In order that both uid sealing and electrical shielding be eifectuated, however, it is desirable that the width Vof the wire screen be selected so that good electrical contact is established between surfaces 14 and 15 by the time a good iluid seal is established between these surfaces and the resilient material 11. Where the compressible material is strongly resistant to compression, the width of the wire cloth 12 should closely approximate one half the cross-sectional circumference of the resilient material 11. Where more easily compressed materials are used, as the resilient material 11, the width of the cloth 12 may vary more markedly from said henri-circumference but not necessarily.
Where the annular material has a flat upper land lower surface, the attached woven material should still have a width less than half the distance around a cross section of the annular fluid sealing element and normally would have a width slightly less than the height of the uid sealing element.
As shown in FIG. 5, a good fluid seal has been established between the abutting surfaces 14 and 15 and the resilient material 11 by moving the surfaces 14 and 15 into closer proximity to one another. At the same time multiple point contact has been established between the exposed ends of the wire screen 12 and the surfaces 14 and 15. These contacts are established both by the movement of the surfaces 14 and 15 in closer proximity to one another and by the pinching effect upon the cloth 12 caused by a lessening of the inside diameter of the annular gasket 10. Yet due to the bias cut of the wire cloth and the scissors action of the strands, adequate thrust is exerted to establish good electrical contact without distorting the strands to the point where they will not recover their original state upon removing the pressure from gasket 10. Due to the bias cut of the wire, the bending radius of the strands of the wire cloth 12 as it is compressed to approximate the contour of the resilient material 11 is less than it would be if it were not cut on the bias. Also, where the cloth is cut so that the initial angle of contact with surfaces 14 and 15 are the same, it is seen the thrust will be equally distributed on all the strands. Yet some of the advantages of this invention are obtained whenever both the warp and woof strands are out.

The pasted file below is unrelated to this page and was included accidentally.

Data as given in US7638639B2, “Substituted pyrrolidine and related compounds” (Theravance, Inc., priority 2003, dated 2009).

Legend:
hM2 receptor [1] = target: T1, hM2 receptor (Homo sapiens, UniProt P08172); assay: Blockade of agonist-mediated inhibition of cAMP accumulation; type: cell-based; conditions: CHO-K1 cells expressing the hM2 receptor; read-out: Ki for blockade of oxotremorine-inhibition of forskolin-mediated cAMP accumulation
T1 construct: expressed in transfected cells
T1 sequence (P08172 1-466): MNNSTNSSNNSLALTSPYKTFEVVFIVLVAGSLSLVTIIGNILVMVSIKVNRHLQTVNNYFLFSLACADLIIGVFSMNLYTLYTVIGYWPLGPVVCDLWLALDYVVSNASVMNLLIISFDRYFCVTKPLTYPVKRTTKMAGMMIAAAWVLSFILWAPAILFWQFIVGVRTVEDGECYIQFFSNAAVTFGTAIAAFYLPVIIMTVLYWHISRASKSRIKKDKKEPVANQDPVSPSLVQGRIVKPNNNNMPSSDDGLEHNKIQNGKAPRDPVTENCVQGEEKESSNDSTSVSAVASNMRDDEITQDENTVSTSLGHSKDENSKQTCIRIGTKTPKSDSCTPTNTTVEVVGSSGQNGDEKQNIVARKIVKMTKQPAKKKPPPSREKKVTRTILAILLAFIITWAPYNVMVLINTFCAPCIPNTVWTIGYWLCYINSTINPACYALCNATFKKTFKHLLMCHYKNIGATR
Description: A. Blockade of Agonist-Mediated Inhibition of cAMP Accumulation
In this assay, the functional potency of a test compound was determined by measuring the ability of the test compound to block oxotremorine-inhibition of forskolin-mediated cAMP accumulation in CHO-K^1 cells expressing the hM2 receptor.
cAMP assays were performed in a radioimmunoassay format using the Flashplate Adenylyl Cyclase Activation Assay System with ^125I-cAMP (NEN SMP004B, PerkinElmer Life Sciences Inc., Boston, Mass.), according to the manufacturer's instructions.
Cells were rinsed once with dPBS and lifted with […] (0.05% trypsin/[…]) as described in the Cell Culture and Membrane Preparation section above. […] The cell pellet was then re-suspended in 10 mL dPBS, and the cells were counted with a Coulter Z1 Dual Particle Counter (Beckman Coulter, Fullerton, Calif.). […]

It will be understood that annular is used herein in its generic sense to include any type of continuous material forming a complete cycle regardless of whether it is a circular, rectilinear or in some other continuous form returning into itself. The foregoing discussion has made it apparent that some of the advantages of this invention are best realized when the gasket hereof are annular in form. Yet many of the advantages of the use of a cornpressible fluid sealing element and a woven bias cut conductive material to form a composite gasket, wherein the conductive material is selected so that a fluid seal can be established and an electrical shield developed between abutting serfaces without the woven conductive material interfering with the fluid seal, are obtained regardless of whether the gasket is annular or some other shape such as a simple linear strip.
In the embodiment shown in FIG. 2, the bias cut resilient woven conductive wire 12 is attached to both the inner and outer periphery of the O-ring. When the gasket is in use, it will be apparent that the pinching effect is exerted only on the woven wire positioned on the inner periphery. Nevertheless, especially in situations involving high power, two substantially parallel shielding conductors with a gap in between to permit the formation of a good fluid seal may be necessary, or desirable, in effecting a wholly satisfactory composite fluid sealing and electrical shielding function. The width of the woven wire attached to the outer periphery may be selected such that electrical contact is established when using the gasket without relying on a pinching effect.
It will be apparent to those skilled in the art that the illustrative embodiments shown in the drawings are exaggerated to better illustrate features of the invention and that electrical contact between the abutting surfaces is not limited to contact through the strands of the woven conductive material.
It will be understood that the composition of the fluid sealing component and the electrical shielding component of the composite gasket hereof may be modified and substitutions made therein by those skilled in the art to which this invention appertains without departing from the spirit of the invention or scope of the invention as dened in the appended claims.